Suzhou’s COVID-19 outbreak has ‘puny’ impact on chip supply chain despite some disruptions
Published: Feb 22, 2022 08:54 PM

A volunteer takes vegetable packages from a staff member at Suzhou Industrial Park in Suzhou, east China's Jiangsu Province, Feb. 20, 2022.Photo:Xinhua

A volunteer takes vegetable packages from a staff member at Suzhou Industrial Park in Suzhou, east China's Jiangsu Province, Feb. 20, 2022.Photo:Xinhua

Chip producers in Suzhou, a manufacturing hub in East China's Jiangsu Province, are actively coping with impact from a COVID-19 outbreak in the city with measures such as closed-loop management and flexible work shifts, which have helped minimize the impact on the supply chain so far, industry insiders said on Tuesday. 

The Suzhou Industrial Park, which accounted for 6.5 percent of China's foreign trade in 2021 and is home to many multinationals, has encountered unprecedented challenges with employees from over 15 companies having reported cases, according to media reports, raising concerns over whether the supply chain would be disrupted.

But several industry insiders, including those working inside the compound, said that the impact on the business operations of the industrial park and the whole supply chain is limited and controllable at the moment.

An employee with a large semiconductor producer in the park told the Global Times that some of the employees are under quarantine because they are suspected close contacts of confirmed cases.

"But most of our staffers - over 80 percent - are working at our factory at the industrial park, and goods, including raw materials and spare parts, can still be transported smoothly in and out of the park," the person said.

More companies, mostly semiconductor producers, in the industrial park have temporarily readjusted or halted production due to epidemic prevention needs.

An employee working at the R&D building in the Bosch Suzhou plant was diagnosed with an asymptomatic infection on Friday, and the employee and colleagues who had close contact with him have been transferred to a designated medical facility for observation, the Paper reported on Monday.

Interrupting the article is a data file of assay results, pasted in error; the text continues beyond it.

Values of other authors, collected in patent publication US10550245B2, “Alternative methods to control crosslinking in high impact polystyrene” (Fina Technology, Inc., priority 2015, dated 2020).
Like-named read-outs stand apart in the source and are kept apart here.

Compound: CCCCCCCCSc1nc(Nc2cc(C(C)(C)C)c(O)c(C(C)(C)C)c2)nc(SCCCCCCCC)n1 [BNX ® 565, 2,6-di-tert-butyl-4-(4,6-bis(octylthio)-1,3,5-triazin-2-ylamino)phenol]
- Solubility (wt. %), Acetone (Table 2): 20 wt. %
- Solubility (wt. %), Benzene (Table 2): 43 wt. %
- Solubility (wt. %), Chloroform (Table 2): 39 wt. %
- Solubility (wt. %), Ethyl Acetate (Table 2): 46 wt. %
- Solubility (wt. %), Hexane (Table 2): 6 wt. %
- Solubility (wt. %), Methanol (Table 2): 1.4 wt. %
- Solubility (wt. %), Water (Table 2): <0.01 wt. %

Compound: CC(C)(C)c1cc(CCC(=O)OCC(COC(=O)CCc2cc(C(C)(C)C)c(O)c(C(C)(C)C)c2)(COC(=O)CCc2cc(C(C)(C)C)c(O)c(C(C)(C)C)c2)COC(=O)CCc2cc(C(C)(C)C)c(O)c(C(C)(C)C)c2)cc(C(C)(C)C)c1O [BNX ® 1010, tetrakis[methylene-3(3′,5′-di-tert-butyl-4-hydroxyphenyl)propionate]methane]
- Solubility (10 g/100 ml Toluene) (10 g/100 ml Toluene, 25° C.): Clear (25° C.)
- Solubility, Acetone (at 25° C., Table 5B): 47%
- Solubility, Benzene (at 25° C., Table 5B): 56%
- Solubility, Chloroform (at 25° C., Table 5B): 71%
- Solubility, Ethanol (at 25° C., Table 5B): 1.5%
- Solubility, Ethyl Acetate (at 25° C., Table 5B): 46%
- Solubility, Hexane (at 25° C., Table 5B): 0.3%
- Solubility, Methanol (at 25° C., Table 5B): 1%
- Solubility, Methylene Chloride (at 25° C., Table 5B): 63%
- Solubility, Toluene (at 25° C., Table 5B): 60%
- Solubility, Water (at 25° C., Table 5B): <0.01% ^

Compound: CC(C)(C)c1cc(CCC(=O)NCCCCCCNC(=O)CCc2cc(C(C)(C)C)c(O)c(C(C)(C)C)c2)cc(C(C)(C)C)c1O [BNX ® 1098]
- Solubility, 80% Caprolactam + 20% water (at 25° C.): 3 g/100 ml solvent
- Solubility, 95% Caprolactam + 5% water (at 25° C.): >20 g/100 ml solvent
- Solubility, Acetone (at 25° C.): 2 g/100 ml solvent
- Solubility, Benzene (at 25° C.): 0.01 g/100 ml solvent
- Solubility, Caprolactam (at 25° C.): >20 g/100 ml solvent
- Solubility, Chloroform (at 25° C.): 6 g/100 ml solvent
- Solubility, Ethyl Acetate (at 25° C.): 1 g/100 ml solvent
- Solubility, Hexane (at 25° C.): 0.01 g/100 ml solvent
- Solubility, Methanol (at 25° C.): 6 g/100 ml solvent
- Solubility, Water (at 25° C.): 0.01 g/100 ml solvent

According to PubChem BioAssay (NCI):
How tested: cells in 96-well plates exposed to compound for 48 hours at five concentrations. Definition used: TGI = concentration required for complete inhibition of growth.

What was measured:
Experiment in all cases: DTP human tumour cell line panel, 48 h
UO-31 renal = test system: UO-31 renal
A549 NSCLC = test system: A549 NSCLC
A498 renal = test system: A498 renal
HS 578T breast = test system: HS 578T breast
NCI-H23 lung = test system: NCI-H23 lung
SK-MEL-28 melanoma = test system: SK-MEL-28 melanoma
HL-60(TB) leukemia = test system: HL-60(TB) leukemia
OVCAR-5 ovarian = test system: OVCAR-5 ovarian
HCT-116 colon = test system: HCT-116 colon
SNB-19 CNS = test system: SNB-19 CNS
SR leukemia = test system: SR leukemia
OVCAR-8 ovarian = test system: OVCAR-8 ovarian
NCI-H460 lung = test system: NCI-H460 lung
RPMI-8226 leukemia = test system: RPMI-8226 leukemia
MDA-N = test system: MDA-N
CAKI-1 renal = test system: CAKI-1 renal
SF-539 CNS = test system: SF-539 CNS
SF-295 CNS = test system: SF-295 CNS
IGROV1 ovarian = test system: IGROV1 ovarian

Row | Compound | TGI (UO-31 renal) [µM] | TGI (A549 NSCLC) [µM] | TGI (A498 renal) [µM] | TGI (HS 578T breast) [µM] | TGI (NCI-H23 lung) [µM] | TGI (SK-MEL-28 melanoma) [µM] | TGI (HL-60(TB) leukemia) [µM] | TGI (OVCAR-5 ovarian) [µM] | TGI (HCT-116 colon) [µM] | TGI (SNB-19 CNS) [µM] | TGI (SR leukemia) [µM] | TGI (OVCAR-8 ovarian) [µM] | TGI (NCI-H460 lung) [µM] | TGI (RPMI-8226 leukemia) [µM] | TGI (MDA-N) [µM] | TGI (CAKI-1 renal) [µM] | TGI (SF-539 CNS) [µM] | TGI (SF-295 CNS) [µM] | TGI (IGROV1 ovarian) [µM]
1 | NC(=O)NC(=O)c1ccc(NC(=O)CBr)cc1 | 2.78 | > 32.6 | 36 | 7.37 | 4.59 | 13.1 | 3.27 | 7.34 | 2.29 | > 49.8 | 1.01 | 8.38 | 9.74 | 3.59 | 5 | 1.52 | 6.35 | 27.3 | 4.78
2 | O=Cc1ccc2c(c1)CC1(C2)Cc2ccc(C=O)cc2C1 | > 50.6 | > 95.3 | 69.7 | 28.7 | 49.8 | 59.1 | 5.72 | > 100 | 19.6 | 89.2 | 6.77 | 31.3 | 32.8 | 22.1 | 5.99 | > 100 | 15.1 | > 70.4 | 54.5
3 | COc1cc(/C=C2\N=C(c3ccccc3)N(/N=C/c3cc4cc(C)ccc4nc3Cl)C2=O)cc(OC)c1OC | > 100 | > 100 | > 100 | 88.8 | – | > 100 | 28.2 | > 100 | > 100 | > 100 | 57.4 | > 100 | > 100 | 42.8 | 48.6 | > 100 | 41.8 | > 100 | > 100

Bosch said that it is cooperating with relevant government departments and is working hard to resume production as permitted, with office staffers continuing to work from home, the report said.

"We will do our best to protect the health and safety of employees and reduce the impact on customer supply," the company said.

Some other semiconductor suppliers including Hejian Chip Manufacturing (Suzhou) Co, a subsidiary of United Microelectronics Corp, and Jinglong Technology (Suzhou) Co have suspended production after some of their employees were confirmed or suspected of having COVID-19.

Despite the sporadic cases, industry analysts said that the situation is controllable since the reported or suspected cases are under closed-loop management due to the prompt and effective measures.

"What happened at the park is nothing major for either other companies in the compound or the supply chain," an industry insider told the Global Times on Tuesday on condition of anonymity.

"The vast majority of companies in Suzhou are still in normal operation, despite the epidemic... including our raw material suppliers for making semiconductors in the area," the person said.

From midnight to 3 pm on Tuesday, Suzhou reported one new confirmed case and one new asymptomatic infection, which were found in monitored areas.

As of 3 pm on Tuesday, 102 confirmed cases and 25 asymptomatic infections had been reported in this round of the epidemic. All of them have been treated at designated medical institutions.

Global Times